Walking the leopard path – My guide for the first outing was Adam Bannister, a South African big cat expert and ace photographer from Kruger National Park. He’d been lured to Jawai by the opportunity for daily encounters with animals rarely spotted elsewhere. “This is a very special place,” he said. “As far as I know, there’s nowhere in the world with such a high density of leopards – where the cats share their day-to-day lives so intimately with humans. The Rabari literally walk the same paths as the leopards. They see them virtually every time they drive their flocks home.” The reason for this extraordinary state of affairs is that the area used to form part of the private hunting reserve of the Maharaja of Jodhpur.
However, only he was allowed to shoot the big cats; to encourage the Rabari to leave them alone a compensation scheme was put in place whereby the herders would receive payments for any livestock taken. After independence, when the Princely States were dissolved and maharajas’ lands impounded, the scheme was continued by the government-run Forest Service, which still employs a warden to verify whether kills are legitimate and pay out compensation. “But it’s not just about the money,” Adam explained. “The Rabari also seem to revere the leopards when they’re in the hills. Most outcrops have small Hindu shrines on them, and my hunch is that the cats are associated with the sacredness of these places.” He went on to tell us about one temple nestled amid the granite boulders where leopards would congregate during the day, unperturbed by the presence in their midst of a saffron-clad priest. And he had photos to prove it, displayed in spectacular panels around Jawai’s communal dining area.
As we listened, a wild peacock fluttered from the wall of a shrine by the side of the track we’d been driving along, startled by the alarm call of an invisible langur monkey. Adam scanned the rocks on the opposite side of the valley for signs of a female leopard he’d seen here the previous day. “There she is,” he whispered. It took a while to pick her out, even with the aid of expensive Nikon glass, because a leopard’s camouflage is perfectly honed for this mottled landscape. Unless your eye is well attuned, you could pass one at 20m and not see it. “And there’s another! A large male.”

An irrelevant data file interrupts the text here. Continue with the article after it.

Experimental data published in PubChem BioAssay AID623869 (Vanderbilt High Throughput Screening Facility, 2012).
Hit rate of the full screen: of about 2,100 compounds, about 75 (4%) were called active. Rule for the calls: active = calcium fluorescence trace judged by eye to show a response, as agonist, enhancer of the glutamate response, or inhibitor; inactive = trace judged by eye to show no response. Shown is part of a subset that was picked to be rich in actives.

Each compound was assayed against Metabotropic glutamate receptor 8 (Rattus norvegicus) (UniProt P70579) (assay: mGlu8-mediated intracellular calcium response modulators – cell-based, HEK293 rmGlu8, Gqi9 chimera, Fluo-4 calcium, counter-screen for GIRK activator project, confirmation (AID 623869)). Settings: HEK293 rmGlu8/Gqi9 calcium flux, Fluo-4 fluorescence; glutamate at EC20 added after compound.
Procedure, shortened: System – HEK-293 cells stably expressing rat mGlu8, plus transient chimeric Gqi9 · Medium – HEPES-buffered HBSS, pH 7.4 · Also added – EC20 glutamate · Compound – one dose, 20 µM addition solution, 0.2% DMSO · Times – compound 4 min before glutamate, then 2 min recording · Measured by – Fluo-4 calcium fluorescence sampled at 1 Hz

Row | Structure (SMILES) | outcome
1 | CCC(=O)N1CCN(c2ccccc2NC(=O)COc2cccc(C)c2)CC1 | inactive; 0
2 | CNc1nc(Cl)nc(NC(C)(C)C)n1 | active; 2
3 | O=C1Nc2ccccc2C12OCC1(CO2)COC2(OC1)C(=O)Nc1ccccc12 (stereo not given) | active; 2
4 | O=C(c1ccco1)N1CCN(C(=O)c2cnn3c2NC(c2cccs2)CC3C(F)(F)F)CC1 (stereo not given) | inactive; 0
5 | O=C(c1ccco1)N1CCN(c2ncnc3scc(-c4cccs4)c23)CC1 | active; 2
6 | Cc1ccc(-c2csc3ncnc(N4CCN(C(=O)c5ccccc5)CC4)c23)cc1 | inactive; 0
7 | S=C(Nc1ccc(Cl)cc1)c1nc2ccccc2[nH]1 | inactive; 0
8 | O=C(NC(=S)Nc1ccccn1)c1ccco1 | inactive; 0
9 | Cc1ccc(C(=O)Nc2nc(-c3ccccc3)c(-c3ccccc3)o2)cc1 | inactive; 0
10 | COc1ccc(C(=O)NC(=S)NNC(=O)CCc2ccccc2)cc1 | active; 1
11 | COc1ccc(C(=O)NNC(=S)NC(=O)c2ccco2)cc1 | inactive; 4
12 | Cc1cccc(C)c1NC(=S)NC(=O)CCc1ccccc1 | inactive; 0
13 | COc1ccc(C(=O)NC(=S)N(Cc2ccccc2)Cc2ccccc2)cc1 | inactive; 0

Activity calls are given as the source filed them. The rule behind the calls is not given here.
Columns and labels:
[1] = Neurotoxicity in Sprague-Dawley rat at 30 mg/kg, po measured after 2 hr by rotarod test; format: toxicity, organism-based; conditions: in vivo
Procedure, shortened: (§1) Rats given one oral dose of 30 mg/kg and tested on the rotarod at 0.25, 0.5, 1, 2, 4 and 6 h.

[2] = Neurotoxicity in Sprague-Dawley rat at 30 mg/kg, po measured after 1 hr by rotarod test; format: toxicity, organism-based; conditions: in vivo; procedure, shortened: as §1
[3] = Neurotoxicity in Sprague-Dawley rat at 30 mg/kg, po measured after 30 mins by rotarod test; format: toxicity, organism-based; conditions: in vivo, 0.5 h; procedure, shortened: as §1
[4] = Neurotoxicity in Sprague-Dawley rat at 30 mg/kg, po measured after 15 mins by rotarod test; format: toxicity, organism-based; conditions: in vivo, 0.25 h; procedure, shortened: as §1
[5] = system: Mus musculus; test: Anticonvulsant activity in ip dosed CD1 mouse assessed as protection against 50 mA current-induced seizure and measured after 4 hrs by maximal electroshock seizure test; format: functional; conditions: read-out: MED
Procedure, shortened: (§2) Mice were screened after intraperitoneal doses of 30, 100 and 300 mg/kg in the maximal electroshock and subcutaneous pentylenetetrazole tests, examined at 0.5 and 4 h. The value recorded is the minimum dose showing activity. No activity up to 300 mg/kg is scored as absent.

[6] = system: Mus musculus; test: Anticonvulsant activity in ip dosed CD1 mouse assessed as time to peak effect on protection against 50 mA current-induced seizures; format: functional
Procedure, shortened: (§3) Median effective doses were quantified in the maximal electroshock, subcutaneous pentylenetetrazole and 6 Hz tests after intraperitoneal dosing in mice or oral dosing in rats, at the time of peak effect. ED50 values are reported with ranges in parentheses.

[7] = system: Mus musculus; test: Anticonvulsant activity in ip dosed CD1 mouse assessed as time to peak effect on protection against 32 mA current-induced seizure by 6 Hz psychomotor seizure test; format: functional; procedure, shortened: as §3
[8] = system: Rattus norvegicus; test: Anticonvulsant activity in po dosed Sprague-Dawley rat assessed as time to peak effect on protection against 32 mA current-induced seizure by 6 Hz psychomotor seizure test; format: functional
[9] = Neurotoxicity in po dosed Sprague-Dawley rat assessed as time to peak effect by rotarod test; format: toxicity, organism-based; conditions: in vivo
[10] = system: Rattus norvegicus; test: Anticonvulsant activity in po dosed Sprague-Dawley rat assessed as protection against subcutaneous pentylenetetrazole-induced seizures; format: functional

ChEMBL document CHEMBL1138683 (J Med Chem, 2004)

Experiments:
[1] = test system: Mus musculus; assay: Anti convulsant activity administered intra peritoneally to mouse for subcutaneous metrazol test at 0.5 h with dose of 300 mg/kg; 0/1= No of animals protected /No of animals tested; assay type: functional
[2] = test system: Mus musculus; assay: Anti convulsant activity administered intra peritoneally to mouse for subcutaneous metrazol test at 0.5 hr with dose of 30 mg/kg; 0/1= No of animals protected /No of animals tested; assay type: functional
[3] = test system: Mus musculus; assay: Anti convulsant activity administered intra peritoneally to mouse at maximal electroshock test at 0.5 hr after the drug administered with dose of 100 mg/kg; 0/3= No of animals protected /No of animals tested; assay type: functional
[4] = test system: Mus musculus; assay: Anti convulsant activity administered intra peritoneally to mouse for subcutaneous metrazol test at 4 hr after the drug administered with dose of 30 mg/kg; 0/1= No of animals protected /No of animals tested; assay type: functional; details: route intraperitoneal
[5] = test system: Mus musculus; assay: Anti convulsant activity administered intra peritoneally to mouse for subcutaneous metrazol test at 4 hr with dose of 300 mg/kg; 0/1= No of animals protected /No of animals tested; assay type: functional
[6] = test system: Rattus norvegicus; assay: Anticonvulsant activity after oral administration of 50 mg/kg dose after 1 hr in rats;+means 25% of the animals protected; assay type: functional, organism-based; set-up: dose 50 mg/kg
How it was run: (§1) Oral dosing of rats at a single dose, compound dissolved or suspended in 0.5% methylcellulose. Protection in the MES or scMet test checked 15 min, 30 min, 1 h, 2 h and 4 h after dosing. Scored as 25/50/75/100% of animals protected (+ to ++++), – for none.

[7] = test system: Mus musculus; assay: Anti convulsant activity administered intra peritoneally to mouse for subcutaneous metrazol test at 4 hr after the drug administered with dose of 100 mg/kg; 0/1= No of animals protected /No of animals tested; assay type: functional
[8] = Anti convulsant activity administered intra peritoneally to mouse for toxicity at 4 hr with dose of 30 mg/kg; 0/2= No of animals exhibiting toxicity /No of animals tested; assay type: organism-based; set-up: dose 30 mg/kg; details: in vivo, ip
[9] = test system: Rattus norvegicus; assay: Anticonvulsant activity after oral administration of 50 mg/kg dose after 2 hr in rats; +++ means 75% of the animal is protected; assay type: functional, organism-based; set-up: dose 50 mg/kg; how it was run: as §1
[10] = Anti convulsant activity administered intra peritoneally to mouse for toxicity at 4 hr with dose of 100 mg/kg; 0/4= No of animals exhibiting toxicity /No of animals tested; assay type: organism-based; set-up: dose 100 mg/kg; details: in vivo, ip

I lowered my binoculars to watch the animals, no more than 50m away, with my naked eyes as they picked a path through the shadows to the top of a boulder. Here, the female reclined, panting in the heat, watched at a distance by her would-be mate. Behind them, framing the scene beautifully, were ranks of desert hills receding to a lake in the distance. It was to this reservoir – built by Maharaja Umaid Singh of Jodhpur in the 1940s – that we travelled early the next morning in the predawn darkness, wrapped in blankets against the freezing air. The sun was just rising as we arrived at the lakeshore, momentarily bathing the boulders in an otherworldly pale-orange light. Paddling through the shallows in the magical glow were flocks of flamingos, herons and egrets. Giant sarus cranes grazed in the nearby fields of ripening chickpeas and mustard, their scarlet face-markings mirroring the crimson flame trees flowering around the base of the hills. Overhead, honey buzzards wheeled on the early thermals, as a watchful crocodile drifted silently along the edge of a sandbar.
Catwalk model – Even if safaris aren’t generally your thing, it’s hard not to be seduced by the beauty of Jawai, and by the constant presence in its hills of those exquisite cats. We saw leopards on nearly every game drive during our three-night stay – sometimes two or three. Without our eagle-eyed guides, though, we’d probably have stumbled around for hours without spotting anything. And that’s really what you’re paying for by coming here: the expertise of people like Adam and Yusuf, who’ve spent hours tracking the leopards, getting to know individual animals, their habits and haunts. It was Yusuf, a renowned historian as well as naturalist, who led us on our final drive to the spot mentioned earlier, where we’d waited for the female leopard to spring.